A week on from watching Christopher Nolan’s masterpiece, Dunkirk, I remain stunned. The genius of the film is the way in which it captures both the brutal intimacy of warfare and its dehumanising elements. As a viewer, you are transfixed both by the terror of the Nazi bombers, and by how robotic and regimented the War has made the rank-and-file soldiers of the British Expeditionary Force.
The film moves not through contrivance, but through realism. Not through blood and guts, but through love and hate. Not through drama, but through the honest exposition of human madness. Had my grandfather – who kept our Spitfires soaring so that they could guard our stranded troops – seen the film, I know how highly he would have regarded it. His truly was the greatest generation.
The emotion that me and fellow grandchildren of those who fought the Nazis feel about that remarkable deliverance is palpable. It is core to our British identity. To compensate for the loss of empire, Britain renewed its identity partly by focussing on the plucky heroism that was displayed at Dunkirk. Which is why I found Rafael Behr’s “peak Guardian” article about the relationship between Dunkirk and Brexit so utterly infuriating.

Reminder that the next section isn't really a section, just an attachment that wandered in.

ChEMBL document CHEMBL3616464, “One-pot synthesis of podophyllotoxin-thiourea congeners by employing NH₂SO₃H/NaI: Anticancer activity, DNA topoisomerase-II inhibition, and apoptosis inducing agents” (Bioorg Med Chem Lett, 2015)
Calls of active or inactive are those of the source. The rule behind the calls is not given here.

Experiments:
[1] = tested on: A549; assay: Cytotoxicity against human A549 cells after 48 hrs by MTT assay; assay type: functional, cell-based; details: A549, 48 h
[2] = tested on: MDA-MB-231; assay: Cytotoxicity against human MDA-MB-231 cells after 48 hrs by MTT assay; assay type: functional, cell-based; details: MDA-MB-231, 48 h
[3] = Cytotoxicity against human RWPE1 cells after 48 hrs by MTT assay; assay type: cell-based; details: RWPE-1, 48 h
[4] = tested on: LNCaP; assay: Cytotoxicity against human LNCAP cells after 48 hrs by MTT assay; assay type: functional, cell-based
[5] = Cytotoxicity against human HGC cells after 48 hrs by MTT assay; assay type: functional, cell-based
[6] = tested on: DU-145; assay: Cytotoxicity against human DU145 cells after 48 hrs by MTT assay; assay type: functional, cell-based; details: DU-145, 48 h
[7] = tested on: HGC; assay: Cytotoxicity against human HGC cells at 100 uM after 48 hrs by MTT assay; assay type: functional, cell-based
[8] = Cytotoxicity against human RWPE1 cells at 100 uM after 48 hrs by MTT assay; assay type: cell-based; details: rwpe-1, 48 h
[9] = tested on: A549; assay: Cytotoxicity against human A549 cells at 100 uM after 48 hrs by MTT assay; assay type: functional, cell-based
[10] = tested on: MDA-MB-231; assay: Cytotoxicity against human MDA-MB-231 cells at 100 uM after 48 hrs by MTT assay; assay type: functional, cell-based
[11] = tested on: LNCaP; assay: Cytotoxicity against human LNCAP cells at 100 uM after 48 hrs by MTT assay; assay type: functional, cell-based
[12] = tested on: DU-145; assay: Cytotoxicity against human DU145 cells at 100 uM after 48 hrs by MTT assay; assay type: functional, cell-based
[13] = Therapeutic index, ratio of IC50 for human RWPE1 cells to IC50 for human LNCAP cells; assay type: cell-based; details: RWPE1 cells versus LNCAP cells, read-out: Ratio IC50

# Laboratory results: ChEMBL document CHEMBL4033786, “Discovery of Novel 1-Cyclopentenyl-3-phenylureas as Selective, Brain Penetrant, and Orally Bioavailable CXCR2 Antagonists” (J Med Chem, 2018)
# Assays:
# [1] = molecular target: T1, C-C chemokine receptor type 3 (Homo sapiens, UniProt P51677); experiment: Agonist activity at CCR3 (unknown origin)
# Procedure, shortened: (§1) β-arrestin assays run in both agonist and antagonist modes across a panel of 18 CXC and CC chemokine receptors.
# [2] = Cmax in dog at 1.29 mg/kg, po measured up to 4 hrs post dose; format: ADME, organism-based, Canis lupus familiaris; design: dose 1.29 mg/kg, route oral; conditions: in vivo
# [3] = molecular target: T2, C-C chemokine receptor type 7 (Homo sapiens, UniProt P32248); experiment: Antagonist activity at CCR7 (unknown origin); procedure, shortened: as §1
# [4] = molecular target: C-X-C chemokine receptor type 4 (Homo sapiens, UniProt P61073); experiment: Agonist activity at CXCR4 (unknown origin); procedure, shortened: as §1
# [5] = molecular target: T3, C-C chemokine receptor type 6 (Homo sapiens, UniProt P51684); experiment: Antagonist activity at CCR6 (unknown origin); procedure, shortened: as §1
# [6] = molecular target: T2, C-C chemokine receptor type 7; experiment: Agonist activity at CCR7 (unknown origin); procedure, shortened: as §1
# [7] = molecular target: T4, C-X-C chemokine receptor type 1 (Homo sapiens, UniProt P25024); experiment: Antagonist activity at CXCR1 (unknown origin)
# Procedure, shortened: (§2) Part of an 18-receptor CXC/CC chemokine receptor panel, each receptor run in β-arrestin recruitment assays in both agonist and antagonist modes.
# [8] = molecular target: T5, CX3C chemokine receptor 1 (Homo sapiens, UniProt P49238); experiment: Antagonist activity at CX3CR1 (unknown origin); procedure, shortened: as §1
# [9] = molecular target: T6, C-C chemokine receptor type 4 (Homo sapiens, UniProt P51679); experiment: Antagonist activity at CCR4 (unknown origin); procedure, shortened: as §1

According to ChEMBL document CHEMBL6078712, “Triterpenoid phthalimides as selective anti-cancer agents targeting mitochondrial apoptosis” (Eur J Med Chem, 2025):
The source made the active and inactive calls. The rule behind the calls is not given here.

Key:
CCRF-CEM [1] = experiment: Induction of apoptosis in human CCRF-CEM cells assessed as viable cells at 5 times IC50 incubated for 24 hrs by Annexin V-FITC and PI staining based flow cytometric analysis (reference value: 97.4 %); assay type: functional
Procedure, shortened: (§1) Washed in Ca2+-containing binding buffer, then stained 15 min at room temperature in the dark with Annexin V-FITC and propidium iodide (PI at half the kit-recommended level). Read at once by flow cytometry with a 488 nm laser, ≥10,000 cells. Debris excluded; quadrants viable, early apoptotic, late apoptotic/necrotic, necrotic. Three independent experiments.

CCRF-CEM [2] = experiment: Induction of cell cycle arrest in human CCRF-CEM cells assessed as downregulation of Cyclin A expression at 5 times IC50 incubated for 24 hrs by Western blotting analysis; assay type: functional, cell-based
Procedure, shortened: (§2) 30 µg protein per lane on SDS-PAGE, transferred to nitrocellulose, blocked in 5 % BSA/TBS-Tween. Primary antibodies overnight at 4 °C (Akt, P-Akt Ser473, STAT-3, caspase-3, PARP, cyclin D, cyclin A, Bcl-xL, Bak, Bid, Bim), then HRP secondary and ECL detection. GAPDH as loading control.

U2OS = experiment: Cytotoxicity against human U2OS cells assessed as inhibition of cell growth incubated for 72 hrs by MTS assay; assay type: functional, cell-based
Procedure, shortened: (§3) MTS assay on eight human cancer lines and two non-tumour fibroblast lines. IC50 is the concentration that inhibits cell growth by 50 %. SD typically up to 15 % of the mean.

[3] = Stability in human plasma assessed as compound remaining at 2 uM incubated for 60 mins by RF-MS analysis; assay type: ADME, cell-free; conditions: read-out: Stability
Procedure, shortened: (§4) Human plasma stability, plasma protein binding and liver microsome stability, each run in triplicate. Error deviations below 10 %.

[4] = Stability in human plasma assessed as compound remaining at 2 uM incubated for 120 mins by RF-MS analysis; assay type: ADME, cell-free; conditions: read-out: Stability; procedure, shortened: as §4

In his piece, Behr says both Brexit and Dunkirk were driven by “humiliation.” Now, I don’t know why The Guardian makes such an effort to run this country down so frequently – although I know it does the left no favours. But I can assure you, my grandfather felt no humiliation when he, along with hundreds of thousands of other servicemen and ordinary fishermen, saved the Allied war effort, and with it, the fate of Europe, over a series of seminal days in June, 1940.
There is no glory in retreats, whether from Dunkirk or the European Union. Brexit is a retreat from the world. To regard it as a triumph for the nation would be to find common ground with the infamous grandson of a German migrant – Nigel Farage. But to say that Brexit was driven by “humiliation” is an insult. It wasn’t. It was driven by furious patriotic pride which, were it marshalled anew by the Labour Party, would remind the world of Britain’s greatness.
It was out of Britain’s survival and victory in the Second World War that the greatest Labour government of all emerged. As John Bew argues in his biography of Clement Attlee, that gilded ministry was built on “social patriotism.” Labour made socialist arguments and introduced socialist policies on a foundation of British patriotism, not in diminution of it.
A similar challenge now presents itself to the modern Labour Party. The fallout from our retreat from Europe demands a Labour Party that is once again willing to embrace patriotism. Capture that zeitgeist, pour it out through a vision of a fairer future for all, and Labour will once again win the trust and respect of the British people.
If Brexit is to be our new Dunrkirk, then let Labour – the party my grandfather voted for with pride – provide the sailing boats, and with them – a new hope for Britain.